Alpers Disease is a progressive, neurodevelopmental, mitochondrial DNA depletion syndrome that begins in early childhood and is characterized by three co-occurring clinical symptoms: psychomotor regression (dementia); seizures; and liver disease.
Most individuals with Alpers’ disease do not show symptoms at birth and develop normally for weeks to years before the onset of symptoms. Symptoms include increased muscle tone with exaggerated reflexes (spasticity), seizures, and loss of cognitive ability (dementia). About 80 percent of individuals with Alpers’ disease develop symptoms in the first two years of life. The first symptoms of the disorder are usually nonspecific and may include hypoglycemia secondary to underlying liver disease, failure to thrive, infection-associated encephalopathy, spasticity, myoclonus (involuntary jerking of a muscle or group of muscles), seizures, or liver failure. An increased protein level is seen in cerebrospinal fluid analysis. Cortical blindness (loss of vision due to damage to the area of the cortex that controls vision) develops in about 25 percent of cases. Gastrointestinal dysfunction and cardiomyopathy may occur. Dementia is typically episodic and often associated with an infection that occurs while another disease is in process. Seizures may be difficult to control and unrelenting seizures can cause developmental regression as well. “Alpers-like” disorders without liver disease are genetically different and have a different clinical course.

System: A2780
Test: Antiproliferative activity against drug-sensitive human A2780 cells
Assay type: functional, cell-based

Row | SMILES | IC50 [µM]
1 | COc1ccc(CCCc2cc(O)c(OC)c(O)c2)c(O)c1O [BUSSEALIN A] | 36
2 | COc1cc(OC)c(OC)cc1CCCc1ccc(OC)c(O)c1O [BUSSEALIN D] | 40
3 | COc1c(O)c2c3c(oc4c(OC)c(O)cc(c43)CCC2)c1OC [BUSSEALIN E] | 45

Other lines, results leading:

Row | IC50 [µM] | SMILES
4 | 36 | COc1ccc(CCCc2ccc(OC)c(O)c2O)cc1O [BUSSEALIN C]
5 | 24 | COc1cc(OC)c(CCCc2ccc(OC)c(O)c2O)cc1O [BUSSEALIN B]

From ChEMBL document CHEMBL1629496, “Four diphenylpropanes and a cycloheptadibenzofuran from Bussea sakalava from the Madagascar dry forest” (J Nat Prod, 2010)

The cause of this disease appears to be multifactorial, with genetics, metabolic factors, prion like molecules, and mitochondrial issues all playing a role in the expression of this disorder. This autosomal recessive disease is caused by mutations in the gene for the mitochondrial DNA polymerase POLG with the diagnosis established by testing for the POLG gene. The disease occurs in about one in 100,000 persons.
There is no cure for Alpers’ disease and no way to slow its progression. Treatment is symptomatic and supportive. Anticonvulsants may be used to treat the seizures, but at times the seizures do not respond well to therapy, even at high doses. Therefore, the benefit of seizure control should be weighted against what could be excessive sedation from the anticonvulsant. Valproate should not be used since it can increase the risk of liver failure. Physical therapy may help to relieve spasticity and maintain or increase muscle tone.